China said yesterday that at least 400 Vietnamese troop - twice the number reported earlier - have dug trenches and laid barbed wire on a strategic Chinese hill and made raids that apparently penetrated deeper than ever before, up to two-thirds of a mile.

The official New China News Agency, giving new details of the border skirmish that happened Friday, said yesterday that Hanoi's effort to "spy out and nibble Chinese Land" had "aroused great indignation among the Chinese army men and people at the Friendship Pass," the site of the raid.

But the agency did not say what action China would take in response to the most dangerous developments in several months of border strife between the two.

Peking could be handicapped in responding quickly to the Vietnamese moves because Communist Party Chairman Hua Kuo-feng, who as chairman of the military affairs commission also heads the army, is on a state visit to Romania, Yugoslavia and Iran. He is not scheduled to return to Peking until late this week.

Hanoi has not yet responded publicly to the Chinese charge that Vietnamese troops have occupied Chinese soil. The official Vietnamese Communist Party newspaper Nhan Dan yesterday did, however, blame the Chinese for the death of two Vietnamese border officials Friday.

"In the face of the growing seriousness of the incidents and provocations initiated by the Chinese side, the Vietnamese people are enhancing their revolutionary vigilance," the official Vietnamese News Agency quoted the newspaper's "commentator" as saying.

A report from Hanoi last night said the Chinese vice foreign minister representing Peking in talks with the Vietnamese had gone home for consultations. At the same time, Radio Hanoi reported six Chinese boats had been taken into custody for intruding into Vietnamese waters.

Although China had earlier said four ethnic Chinese refugees trying to flee Vietnam were killed by Vietnamese forces in Friday's incident, yesterday the Chinese agency suggested at least seven refugees, including three children, had died.

The Vietnamese may have timed their actions to take advantage of Hua's absence and to test or disrupt the Chinese leadership, or at least lessen the risk of swift retailiation. Hanoi's ally, the Soviet Union, may have tried a similar ploy earlier this year. On May 9 a small force of Soviet troops made a quick raid into northeast China that left several Chinese injured.

Moscow later apologized, saying the troops were chasing a criminal and entered China by mistake, but Peking rejected that explanation. The raid occurred while Hua was in North Korea on his first trip abroad, and Peking appeared to take no action until two days later, after Hua had returned.

The official New China News Agency reported earlier that Chinese border guards had been ordered by higher authorties not to counterattack when Vietnamese troops first invaded the Bonien Hill in Chinese territory late Friday afternoon.

At talks in Hanoi Saturday on the question of the Chinese refugees fleeing Vietnam, Chinese Vice Foreign Minister Chung Hsi-tung said, . . . The Sino-Vietnamese dispute over the question of Chinese nationals can be solved only through negotiations, not by force of arms."

The Chinese and Vietnamese sides at the Hanoi talks Saturday denounced each other for the killings at the Friendship Pass area Friday, but the official Chinese and Vietnamese reports of the session made no mention of Vietnam's alleged occupation of Chinese soil.

The two sides have given widely differing versions of the events in the border area Friday. The Chinese said hundreds of Vietnamese soldiers and police attacked a refugee camp on the Vietnamese side of the border, killing and wounded several of the ethnic Chinese and driving more than 2,000 of them across the border into China. The Vietnamese said hundreds of Chinese police and soldiers in civilian clothes crossed into Vietnamese territory and joined "holligans" among the refugees in an attack on Vietnamese border officials, killing two and injuring several others.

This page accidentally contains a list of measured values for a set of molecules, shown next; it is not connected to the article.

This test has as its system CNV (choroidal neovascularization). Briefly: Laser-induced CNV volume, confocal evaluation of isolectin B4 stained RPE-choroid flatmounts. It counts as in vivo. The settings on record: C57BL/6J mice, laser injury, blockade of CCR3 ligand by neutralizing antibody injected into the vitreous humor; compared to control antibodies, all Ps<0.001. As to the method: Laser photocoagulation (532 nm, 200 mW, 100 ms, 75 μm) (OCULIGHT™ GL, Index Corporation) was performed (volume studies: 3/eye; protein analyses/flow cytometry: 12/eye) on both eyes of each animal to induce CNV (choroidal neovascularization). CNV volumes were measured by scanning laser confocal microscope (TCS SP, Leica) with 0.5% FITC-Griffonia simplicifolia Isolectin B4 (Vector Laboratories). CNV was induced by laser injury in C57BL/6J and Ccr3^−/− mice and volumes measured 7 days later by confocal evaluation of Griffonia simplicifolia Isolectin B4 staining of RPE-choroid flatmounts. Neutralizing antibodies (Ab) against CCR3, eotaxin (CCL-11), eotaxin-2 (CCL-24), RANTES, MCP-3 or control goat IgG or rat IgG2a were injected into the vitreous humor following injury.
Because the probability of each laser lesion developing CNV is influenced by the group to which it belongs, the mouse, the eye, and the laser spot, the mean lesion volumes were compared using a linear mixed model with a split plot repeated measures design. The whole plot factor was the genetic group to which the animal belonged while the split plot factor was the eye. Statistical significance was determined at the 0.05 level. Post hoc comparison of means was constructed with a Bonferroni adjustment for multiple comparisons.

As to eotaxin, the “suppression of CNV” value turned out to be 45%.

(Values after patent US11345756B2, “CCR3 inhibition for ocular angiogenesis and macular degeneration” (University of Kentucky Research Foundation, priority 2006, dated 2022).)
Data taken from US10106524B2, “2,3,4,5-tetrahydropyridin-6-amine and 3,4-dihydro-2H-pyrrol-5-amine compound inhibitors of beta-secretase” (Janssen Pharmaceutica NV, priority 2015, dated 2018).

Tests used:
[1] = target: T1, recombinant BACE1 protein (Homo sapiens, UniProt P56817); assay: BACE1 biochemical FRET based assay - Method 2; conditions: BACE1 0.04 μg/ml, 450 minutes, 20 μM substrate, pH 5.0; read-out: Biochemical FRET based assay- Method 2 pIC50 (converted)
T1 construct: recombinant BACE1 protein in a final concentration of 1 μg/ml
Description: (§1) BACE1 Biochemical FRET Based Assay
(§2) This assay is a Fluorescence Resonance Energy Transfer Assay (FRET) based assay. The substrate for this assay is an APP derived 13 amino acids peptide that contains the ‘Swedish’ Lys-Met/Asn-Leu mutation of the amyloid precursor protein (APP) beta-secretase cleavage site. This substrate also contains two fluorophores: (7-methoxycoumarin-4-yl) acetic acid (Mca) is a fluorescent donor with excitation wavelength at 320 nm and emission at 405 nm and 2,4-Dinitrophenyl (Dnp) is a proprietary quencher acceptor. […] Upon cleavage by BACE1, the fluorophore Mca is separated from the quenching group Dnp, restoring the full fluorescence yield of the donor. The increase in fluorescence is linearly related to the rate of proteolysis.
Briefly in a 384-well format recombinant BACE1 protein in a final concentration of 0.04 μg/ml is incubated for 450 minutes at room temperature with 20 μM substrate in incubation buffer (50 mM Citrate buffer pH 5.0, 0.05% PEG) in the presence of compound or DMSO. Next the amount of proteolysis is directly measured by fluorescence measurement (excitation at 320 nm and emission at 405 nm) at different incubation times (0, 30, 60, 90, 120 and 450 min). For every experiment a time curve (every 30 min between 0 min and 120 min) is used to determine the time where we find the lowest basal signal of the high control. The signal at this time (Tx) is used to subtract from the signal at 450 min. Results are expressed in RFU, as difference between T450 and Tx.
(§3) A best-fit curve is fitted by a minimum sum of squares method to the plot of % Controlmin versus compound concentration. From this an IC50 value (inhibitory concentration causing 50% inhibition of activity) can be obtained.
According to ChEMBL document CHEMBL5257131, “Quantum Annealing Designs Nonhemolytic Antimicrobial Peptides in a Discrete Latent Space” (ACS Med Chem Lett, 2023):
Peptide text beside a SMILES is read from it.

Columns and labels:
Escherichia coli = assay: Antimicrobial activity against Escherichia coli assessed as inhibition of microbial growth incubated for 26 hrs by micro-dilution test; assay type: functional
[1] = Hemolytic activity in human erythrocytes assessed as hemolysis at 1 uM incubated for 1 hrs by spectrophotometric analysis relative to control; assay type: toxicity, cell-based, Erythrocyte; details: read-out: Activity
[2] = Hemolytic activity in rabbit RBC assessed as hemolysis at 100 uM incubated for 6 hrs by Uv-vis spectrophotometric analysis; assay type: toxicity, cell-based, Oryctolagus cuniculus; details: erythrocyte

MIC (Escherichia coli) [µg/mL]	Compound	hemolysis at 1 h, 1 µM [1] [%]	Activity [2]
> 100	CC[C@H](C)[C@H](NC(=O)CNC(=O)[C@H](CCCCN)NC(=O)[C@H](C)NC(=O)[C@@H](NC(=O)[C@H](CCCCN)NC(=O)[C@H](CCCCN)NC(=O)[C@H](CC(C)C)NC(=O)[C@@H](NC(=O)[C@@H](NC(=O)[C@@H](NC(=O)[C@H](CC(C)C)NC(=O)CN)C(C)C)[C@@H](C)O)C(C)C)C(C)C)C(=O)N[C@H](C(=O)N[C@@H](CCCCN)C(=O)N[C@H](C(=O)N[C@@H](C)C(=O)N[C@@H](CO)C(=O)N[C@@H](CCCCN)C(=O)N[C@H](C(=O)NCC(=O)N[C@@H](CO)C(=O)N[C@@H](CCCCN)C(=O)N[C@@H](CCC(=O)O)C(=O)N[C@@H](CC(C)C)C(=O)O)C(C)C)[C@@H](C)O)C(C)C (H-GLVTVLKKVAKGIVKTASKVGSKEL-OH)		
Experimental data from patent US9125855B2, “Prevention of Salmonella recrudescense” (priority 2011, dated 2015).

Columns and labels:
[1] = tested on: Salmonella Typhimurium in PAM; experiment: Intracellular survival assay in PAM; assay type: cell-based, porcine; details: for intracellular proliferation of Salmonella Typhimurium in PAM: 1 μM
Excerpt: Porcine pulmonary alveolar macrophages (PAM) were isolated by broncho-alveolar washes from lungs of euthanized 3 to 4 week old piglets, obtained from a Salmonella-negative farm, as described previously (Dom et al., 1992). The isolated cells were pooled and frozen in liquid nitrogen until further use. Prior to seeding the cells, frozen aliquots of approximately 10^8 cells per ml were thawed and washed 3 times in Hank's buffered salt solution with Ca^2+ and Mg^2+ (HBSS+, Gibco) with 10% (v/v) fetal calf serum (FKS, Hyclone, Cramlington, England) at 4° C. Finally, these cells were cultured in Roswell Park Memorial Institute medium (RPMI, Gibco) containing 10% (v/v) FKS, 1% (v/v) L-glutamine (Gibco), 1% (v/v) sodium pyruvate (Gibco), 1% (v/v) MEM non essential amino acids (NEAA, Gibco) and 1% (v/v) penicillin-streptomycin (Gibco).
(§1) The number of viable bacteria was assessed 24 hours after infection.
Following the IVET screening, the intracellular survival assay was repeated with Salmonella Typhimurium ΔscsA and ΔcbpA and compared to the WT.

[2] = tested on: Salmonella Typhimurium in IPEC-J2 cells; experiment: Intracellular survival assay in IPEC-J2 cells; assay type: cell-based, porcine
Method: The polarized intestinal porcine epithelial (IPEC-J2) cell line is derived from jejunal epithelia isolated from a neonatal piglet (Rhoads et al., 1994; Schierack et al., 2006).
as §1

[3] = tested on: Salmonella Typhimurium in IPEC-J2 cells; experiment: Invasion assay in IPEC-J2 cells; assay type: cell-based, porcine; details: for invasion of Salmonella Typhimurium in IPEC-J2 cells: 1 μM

After the bloodshed, according to the Chinese, a force of over 200 Vietnamese soldiers armed with "daggers, pistols, hand-grenades, stick and stones" attacked the Bonien Hill on the Chinese side of the border. By 6:35 p.m. Friday, they occupied it completely, the Chinese news agency said yesterday.

Yesterday's report by Chinese correspondents Chen Szu said the Vietnamese then laid three defense lines: "The first one stretches from the first milestone to Chin Chi mountain with over 200 men. The second defense line is 200 meters behind a hill with 150 men and the last one is 250 meters further behind with 50 men. Throughout the night they dug trenches and laid barbed wire on the Chinese territory. When this correspondent arrived at the Friendship Pass Saturday afternoon, China's Bonien Hill had been enclosed with barbed wire."

The correspondent said he "saw clearly more than 20 Vietnamese army men moving from China's Bonien Hill to the foot of Chin Chi mountain, about 1,000 meters [1,100 yards] within China's territory, to spy out the land."

He said Vietnamese soldiers had also occupied hills on both sides of a Chinese border village called Nung Huai, "several kilometers southwest" of the Friendship Pass. "Over 50 fully armed Vietnamese public security men intruded over 300 meters deep into China's territory to make provocations at the valley northwest of Nung Huai" Saturday morning, the Chinese correspondent said.

More than 160,000 ethnic Chinese residents of Vietnam have fled to China in the last several months. They said they were escaping harsh economic conditions in Vietnam and what appeared to be a Hanoi policy of discrimination against Chinese who might be poor security risks in Vietnam's continuing war with Peking-backed Cambodia.